Signature: From $35,640 (+$3,090 over Grand Touring Reserve)
Finally, there’s the fully-loaded Signature trim. This is the only model with Nappa leather seats, unlike the leather seats in the Grand Touring Reserve, leatherette seats in the Touring and Grand Touring, or cloth seats in the Sport. The only exterior change over the Grand Touring Reserve is the Gunmetal grille (other models are gloss black).
Inside you get a fashionable, frameless rearview mirror, unique stitching on the leather-wrapped steering wheel, an overhead storage console with LED lamps and a black headliner. There are soft-touch “Ultrasuede” trim inserts which add a nice quality feel, as does the Sen wood trim inserts.
Most importantly, however, are two pieces of technology that set the Signature apart from the other trim levels. The Signature features a 7.0-inch TFT display in the instrument cluster, which replaces the analog speedometer and normal trip computer. There’s also a 360-degree camera system with front and rear parking sensors.
In addition to the 250 horsepower, 310 lb-ft torque 2.5-liter turbocharged engine, the Signature represents all the comfort, convenience, and technology features Mazda currently has to offer in its cars. It’s $3,090 more than the Grand Touring Reserve and $12,800 more than the base model Sport, but it still packs in a lot of features for a reasonable price.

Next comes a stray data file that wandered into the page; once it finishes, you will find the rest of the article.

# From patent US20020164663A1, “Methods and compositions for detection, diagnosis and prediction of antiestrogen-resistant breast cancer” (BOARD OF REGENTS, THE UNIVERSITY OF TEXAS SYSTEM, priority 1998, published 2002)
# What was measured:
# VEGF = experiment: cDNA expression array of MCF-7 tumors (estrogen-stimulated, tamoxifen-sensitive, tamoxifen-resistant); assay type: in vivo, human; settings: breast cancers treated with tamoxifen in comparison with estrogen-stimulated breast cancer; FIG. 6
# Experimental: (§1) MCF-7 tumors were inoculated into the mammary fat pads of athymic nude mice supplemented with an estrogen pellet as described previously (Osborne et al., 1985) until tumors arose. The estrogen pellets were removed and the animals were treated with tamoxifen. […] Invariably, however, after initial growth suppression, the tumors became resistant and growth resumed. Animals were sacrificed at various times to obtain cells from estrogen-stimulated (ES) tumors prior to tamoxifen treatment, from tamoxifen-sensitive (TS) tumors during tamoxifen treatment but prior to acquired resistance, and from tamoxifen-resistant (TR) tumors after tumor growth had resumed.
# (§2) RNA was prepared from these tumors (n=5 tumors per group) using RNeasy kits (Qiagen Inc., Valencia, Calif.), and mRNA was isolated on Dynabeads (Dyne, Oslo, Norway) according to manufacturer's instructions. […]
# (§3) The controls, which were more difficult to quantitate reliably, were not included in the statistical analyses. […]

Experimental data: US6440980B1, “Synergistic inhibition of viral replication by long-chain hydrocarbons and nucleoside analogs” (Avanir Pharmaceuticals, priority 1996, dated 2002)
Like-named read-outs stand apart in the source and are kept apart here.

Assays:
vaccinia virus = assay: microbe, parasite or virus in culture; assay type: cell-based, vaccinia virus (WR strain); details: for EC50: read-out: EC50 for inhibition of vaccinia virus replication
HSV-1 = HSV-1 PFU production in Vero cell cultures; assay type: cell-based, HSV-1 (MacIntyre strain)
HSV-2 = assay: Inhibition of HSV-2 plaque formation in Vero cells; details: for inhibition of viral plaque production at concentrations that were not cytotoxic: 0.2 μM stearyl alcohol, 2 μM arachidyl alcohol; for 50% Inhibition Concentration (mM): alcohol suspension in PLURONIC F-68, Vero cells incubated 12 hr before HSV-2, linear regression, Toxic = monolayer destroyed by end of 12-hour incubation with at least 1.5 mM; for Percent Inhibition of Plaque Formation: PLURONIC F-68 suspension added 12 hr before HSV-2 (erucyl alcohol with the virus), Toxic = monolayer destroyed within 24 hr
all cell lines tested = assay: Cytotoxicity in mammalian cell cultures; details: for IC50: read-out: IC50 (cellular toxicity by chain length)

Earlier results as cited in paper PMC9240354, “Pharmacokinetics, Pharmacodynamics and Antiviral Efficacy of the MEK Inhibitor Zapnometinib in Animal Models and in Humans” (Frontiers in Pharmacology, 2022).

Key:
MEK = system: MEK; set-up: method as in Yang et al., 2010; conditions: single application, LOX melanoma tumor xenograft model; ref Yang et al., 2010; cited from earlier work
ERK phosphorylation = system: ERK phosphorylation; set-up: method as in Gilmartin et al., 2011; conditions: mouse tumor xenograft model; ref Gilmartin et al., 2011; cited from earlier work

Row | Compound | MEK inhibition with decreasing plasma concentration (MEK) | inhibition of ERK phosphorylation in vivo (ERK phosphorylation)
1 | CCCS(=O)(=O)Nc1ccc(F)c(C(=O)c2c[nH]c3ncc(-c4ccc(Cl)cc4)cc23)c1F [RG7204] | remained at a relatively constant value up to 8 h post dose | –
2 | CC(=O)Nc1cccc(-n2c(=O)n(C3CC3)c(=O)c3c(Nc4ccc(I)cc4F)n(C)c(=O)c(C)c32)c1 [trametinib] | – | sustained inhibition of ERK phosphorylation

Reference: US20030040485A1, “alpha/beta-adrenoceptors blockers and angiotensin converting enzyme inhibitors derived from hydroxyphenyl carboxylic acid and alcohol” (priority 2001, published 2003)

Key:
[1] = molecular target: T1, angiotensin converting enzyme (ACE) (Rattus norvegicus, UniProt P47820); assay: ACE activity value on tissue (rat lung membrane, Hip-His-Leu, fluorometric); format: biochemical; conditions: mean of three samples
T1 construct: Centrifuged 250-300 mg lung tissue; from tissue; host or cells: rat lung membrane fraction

Which model should I buy?
Unlike some models which have additional packages, Mazda separated the 6 into several different trim levels. As a result, which trim level you should buy depends on how many features you want. However, there is one caveat – you can equip a Sport to nearly the same level as a Touring for just $625, while actually upgrading to the Touring would cost $2,700. If you do that, you lose the 19-inch alloy wheels, a power moonroof, power driver’s seat, heated seats, and Advanced Keyless Entry.
If you don’t require all the driver assistance tech or prefer a manual transmission, we’d recommend buying the Sport. You still get the Mazda 6’s looks and a fairly gutsy – if not out-and-out fast – mid-size sedan. We’d also recommend buying the i-ActivSense package if you’d like to have some driver assistance features. Fitting the package will likely save you some money on insurance, as well.
The $30,090 Grand Touring offers the best compromise between features and cost, and its the cheapest way into that turbocharged engine. All the features in the Grand Touring Reserve and Signature are comfort features. Unless you have deep enough pockets or just have to have heated and ventilated seats, a heated steering wheel, or a 360-degree camera system, we’d recommend sticking right down the middle with the Grand Touring.
For more impressions of the 2018 Mazda 6, read our full review here!